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20121121
20121129
SHOW
STATION
KQED (PBS) 10
KRCB (PBS) 1
LANGUAGE
English 11
Search Results 0 to 10 of about 11 (some duplicates have been removed)
PBS
Nov 28, 2012 12:00am PST
, the nine justices that occupy its chambers carry a heavy responsibility. they have the final say on the law of the land. the principles and idea that guide their decisions are the subject of heated debate. justice antonin scalia is the longest serving justice currently on the court, he is the leading voice for a conservative judicial philosophy known as textualism, some talk about it as originalism. it asserts that laws must be interpreted as they were understood by the men who wrote them. in 2006, justice elena kagan, then the dean of hear extraordinary law school, scalia's alma mater says he is the justice who has had the most important impact over the years on how we think and talk about law. he originally coauthored a new book, it is called reading law, the interpretation of legal text. i am very honored to have justice scalia back on this program. so the first book was about arguing, how to make the case arguing the case. this is called reading law, the interpretation of legal text written brian a. garner -- >> as the earlier book was. >> rose: exactly. so what did you hope to accompl
PBS
Nov 27, 2012 12:00am PST
. and the tax law in many cases is not progressive. i think the tax law should be progressive. i think that when people make $15 or $20 million or $200 million and pay a 10% rate i think something should be done about that. >> rose: then people step forward and say well, that's because most of the income comes from dividends which is taxed at a lower rate. >> they would probably say most of it comes from capital gains and it taxed at a lower rate. >> rose: i mean capital gains. >> this just makes sure people who have really high incomes pay at the a rate that the people next door to them are. >> rose: if you had automatic powers to establish what the tax rate should be both for capital gains and ordinary income, what would you set it at? >> well, i would probably have -- i would probably feel that capital gains should be at least at the 25% level and i would -- and dividends should be as ordinary income and i would have a more progressive tax system than we have. but since the lobbyists and the lawyers for the rich are so good at getting around these things i would have a minimum tax so no matte
PBS
Nov 21, 2012 11:00pm PST
care. i'm going to transform government. i'm going to transform law." or in this case "i'm going to transform marketing." so we have the chance of performing the kind of innovation and software development that we've gotten good at in the computer industry for computer applications and applying much more broadly. this is a big change in the computer industry itself and this is a very big change in many industries that are being -- essentially effected or transformed. retail is a big one. right now in the process of -- software is eating retail and marketing is right for it and there's a huge progress in software base marketing in the last 20 years. but there's another big innovation that is right to happen right now. which is marketing becoming a software becoming enabled and powered through applications. >> so what would you most like mark? i'll begin with you. people in this audience who come here marketing as advertising geniuses to understand about the revolution that you know a whole lot about? what is your take away from what you have to say? >> i think it's -- we're on the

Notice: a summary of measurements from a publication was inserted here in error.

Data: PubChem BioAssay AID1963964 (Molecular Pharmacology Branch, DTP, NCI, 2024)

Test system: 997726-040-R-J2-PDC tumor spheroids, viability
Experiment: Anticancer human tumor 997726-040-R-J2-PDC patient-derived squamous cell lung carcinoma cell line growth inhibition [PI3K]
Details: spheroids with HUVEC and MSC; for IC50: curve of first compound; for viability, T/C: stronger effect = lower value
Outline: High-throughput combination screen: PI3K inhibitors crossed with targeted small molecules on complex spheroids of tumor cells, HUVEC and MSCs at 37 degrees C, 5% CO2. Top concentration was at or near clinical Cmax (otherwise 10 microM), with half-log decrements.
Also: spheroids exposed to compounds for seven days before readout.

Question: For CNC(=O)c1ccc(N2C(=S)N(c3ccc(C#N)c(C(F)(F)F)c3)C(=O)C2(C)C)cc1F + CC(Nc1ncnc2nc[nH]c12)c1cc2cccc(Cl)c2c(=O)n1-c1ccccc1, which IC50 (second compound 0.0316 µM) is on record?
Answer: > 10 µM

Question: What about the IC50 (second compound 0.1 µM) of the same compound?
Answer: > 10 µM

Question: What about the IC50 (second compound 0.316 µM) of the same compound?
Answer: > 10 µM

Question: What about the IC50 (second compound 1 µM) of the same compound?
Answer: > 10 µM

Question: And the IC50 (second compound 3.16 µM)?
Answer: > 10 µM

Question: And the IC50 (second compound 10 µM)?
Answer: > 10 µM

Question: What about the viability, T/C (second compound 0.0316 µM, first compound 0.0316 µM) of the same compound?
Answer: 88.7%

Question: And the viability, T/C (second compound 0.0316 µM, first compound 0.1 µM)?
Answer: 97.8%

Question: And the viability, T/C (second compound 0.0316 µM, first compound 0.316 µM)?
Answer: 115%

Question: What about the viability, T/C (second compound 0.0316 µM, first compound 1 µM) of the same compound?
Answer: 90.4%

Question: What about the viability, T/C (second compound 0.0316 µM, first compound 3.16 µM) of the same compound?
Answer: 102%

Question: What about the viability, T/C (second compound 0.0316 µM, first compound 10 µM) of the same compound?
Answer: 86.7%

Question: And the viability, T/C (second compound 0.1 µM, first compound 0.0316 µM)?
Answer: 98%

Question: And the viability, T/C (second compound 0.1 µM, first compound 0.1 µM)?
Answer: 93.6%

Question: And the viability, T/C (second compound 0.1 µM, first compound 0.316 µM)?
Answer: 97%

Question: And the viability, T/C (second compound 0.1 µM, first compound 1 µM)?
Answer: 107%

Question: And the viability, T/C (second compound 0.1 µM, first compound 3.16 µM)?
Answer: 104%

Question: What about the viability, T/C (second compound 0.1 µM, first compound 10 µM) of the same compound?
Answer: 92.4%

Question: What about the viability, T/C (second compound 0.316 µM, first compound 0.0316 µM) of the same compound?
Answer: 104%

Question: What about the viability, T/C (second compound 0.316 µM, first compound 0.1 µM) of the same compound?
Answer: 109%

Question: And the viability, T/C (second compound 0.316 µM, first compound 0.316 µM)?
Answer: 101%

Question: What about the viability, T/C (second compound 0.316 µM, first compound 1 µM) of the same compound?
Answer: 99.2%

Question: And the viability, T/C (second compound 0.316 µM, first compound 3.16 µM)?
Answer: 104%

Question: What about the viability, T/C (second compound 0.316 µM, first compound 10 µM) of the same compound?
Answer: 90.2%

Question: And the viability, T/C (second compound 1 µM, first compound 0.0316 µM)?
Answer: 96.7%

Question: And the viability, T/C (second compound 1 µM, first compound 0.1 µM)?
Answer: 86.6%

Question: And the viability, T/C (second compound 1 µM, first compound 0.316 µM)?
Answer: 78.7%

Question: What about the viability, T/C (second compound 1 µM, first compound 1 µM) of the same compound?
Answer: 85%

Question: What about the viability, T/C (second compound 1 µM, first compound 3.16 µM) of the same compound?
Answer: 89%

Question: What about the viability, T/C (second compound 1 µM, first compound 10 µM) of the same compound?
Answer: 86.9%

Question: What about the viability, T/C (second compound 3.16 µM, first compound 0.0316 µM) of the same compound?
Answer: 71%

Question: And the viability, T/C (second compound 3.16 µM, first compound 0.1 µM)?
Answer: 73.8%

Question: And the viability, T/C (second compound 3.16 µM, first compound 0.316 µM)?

PBS
Nov 21, 2012 12:00am PST
the privilege of working with my daughter and my son-in-law, it is a departure in that it is stylistically difference and has no narration which we have been, i think gratefully dependent on all of these years and it works that way, and yet it is not a departure, in that we have been dealing and we have been talking about this for 20 years, about race in america, and what it means, whether it is you you in jazz, whether it is heroic in baseball and jackie robinson, whether it is the civil war or jack johnson and having to do with the darker, underbelly of it in this country. it is the sub theme of american life you can't the help but bump into if you are going to scratch the surface of just about anything. >> rose: this is one chapter in a long history of america of race. >> and it is what drew sarah in and i think, you know, it is what continually interests me. >> rose: will this change your life in terms of what you might want to do with your life? >> well, yeah, i mean, we are already begun or next project, collaborating on another film so -- >> rose: the two of you have? >> yes. and da
PBS
Nov 23, 2012 12:00am PST
, yes, i did, although i was working part-time at the, the law was you could earn up to a very small amount a week without forfeiting housing benefit which was the thing that was keeping us home so i worked up to that amount, i had a clerical job in a church at one point, so -- and then i was teaching, but we were still existing partly on benefits, i couldn't wholly support us and then the miracle happened. harry was published, and we really didn't look back after a few months, it changed my life. but that period, that period of my life was a formative experience for me, and it shaped my world view, and it always will shape my world view. the experience of having been part of a mass of people who are very voiceless, the experience of being scapegoated and stigmatized because that was the political climate at that time, really has colored my world view ever since and i don't think i will ever lose that. >> define what you mean, i think i know what you mean by world view. >> in that, it is a frightening experience to become a statistic, to almost fall off the radar of what people think
Search Results 0 to 10 of about 11 (some duplicates have been removed)